When the building-half is bought, “there will be list of all the revenues that were taken in during that period and all the expenditures made by both parties and there will be reconciliation that will be netted from the $300,000,” Barron said in June.




Anderson missing for months

Board of Education member Erik Anderson has not attended a Board of Education meeting since March 7.

Anderson declined to comment when asked about this recently. BoE Chairman Mike Barbis did not reply to an email asking about it.

“I haven’t seen him since he was elected,” District B Democrats Chairman Bobby Burgess said Tuesday.

Anderson replaced Migdalia Rivas in 2015 after defeating her in a District B Democratic primary. He is BoE vice chairman and therefore on the Executive Committee. He is also PTOC (Parent Teacher Organization Council) liaison, master plan representative and chairman of the Special Education Committee.


Biagiarelli: Court mandated refunds hurting Norwalk’s pocketbook

An excerpt from Tax Collector Lisa Biagiarelli’s June 14 letter to the Board of Estimate and Taxation, included in the BET packet:

“As of the end of May, 2018, with only one month left to go in our current fiscal year, we had collected in excess of $307 million, or 98.97% of our $311+ million adjusted tax levy. In addition, as of the end of May, 2018, we collected in excess of $15 million of our sewer use levy, or 98.89%. We also collected 87.67% of the year’s IPP (Industrial Pretreatment Program) fee on behalf of the Water Pollution Control Authority. Compared with the prior fiscal year, we are slightly ahead with regard to both current taxes (.11%) and sewer use (.14%) collections.”


Here’s the comment about refunds:

“Also, through the month of May 2018, we showed a net collection of $3.2 million in back taxes, interest, lien fees and other fees. This amount is still less than we collected in the prior fiscal year at this time. Our net back tax collectible as of May 2018 is actually less than it was last month, in spite of this being a tax sale year with robust delinquent collections. This is a result of tax credits and refunds. These figures are net of refunds and credits that had to be given due to court cases where taxpayers successfully appealed their assessment and were due money back. During this fiscal year we also have been dealing with a higher than usual number of overpayments, in some cases intentional, that were made in December 2017 and January 2018 due to changes in the federal tax laws (referred to as “SALT” limitations). These collection figures are net of those funds that have already been returned.”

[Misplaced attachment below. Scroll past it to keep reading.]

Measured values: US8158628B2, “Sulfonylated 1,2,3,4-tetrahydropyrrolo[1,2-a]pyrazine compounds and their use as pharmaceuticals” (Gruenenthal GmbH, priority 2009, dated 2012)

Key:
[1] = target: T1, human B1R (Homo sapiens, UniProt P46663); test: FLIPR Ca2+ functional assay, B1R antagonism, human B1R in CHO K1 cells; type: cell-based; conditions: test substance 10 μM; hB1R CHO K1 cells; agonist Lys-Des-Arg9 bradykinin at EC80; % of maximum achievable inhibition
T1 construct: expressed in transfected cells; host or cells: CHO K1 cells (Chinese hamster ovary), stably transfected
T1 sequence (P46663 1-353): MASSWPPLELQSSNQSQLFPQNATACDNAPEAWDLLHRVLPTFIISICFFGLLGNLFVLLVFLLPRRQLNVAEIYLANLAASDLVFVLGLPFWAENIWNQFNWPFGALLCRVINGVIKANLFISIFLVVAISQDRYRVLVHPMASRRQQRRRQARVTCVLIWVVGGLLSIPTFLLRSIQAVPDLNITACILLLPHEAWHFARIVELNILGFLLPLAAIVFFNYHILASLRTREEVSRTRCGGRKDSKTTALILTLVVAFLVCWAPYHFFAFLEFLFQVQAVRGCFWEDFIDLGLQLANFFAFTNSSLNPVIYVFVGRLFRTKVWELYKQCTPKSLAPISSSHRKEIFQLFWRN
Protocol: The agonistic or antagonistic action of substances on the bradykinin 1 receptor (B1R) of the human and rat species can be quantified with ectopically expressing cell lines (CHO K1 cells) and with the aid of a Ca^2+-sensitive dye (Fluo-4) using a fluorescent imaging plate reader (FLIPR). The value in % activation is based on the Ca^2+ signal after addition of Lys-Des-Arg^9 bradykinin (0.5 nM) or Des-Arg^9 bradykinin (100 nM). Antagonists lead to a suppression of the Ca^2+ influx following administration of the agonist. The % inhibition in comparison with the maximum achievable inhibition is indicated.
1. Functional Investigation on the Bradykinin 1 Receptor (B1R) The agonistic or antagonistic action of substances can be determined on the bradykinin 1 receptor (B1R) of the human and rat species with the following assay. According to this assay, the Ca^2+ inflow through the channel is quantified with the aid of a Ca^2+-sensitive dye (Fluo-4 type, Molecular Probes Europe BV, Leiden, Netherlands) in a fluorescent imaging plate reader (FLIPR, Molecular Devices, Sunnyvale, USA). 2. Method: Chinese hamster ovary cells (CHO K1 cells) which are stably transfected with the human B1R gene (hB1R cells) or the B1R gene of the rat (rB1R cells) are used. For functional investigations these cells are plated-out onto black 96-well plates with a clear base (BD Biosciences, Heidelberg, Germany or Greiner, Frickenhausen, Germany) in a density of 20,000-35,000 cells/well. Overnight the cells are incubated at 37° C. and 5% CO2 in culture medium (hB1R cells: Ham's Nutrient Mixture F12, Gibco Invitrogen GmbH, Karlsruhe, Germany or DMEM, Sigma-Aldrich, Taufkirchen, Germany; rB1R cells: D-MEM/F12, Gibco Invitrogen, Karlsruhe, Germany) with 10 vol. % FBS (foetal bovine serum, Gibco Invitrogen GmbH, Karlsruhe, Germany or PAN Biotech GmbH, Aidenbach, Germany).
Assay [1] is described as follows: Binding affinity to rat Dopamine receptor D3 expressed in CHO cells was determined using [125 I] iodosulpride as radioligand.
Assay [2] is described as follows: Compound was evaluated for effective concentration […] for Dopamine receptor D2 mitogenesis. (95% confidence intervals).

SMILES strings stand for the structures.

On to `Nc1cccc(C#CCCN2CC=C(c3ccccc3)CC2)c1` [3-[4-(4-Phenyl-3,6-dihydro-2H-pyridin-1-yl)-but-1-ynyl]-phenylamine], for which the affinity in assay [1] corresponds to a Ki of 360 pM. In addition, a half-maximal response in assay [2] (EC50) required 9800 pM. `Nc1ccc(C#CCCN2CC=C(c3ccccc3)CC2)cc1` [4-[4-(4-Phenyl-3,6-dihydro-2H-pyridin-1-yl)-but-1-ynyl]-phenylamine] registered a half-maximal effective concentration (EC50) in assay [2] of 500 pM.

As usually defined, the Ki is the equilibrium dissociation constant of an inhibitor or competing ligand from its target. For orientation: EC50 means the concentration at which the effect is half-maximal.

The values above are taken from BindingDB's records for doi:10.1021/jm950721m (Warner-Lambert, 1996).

A slew of appointments

The Common Council on Tuesday unanimously approved four appointments and seven reappointments, lavishing praise on most.

The appointments:

  • Tyrone McClain to the Library Board
  • Former Republican Mayoral candidate Kelly Straniti as an alternate Zoning Commissioner
  • Deborah Lewis to the Bike/Walk Commission
  • Erica Kipp to the Tree Advisory Commission


Former Council member Rich Bonefant thanked the Council for appointing Straniti, noting that he served with her for many years on the Council and saying that she has “a lot of integrity” and “does her homework.”

Finance Committee Chairman Greg Burnett (D-At Large) said Straniti is a business owner who is committed to serving Norwalk.

‘She knows Norwalk and the work that I have done with her in the past, she comes prepared, she does her homework and I think this would be a great addition to the Zoning Commission,” Burnett said.

Doug Hempstead (R-District D) was absent.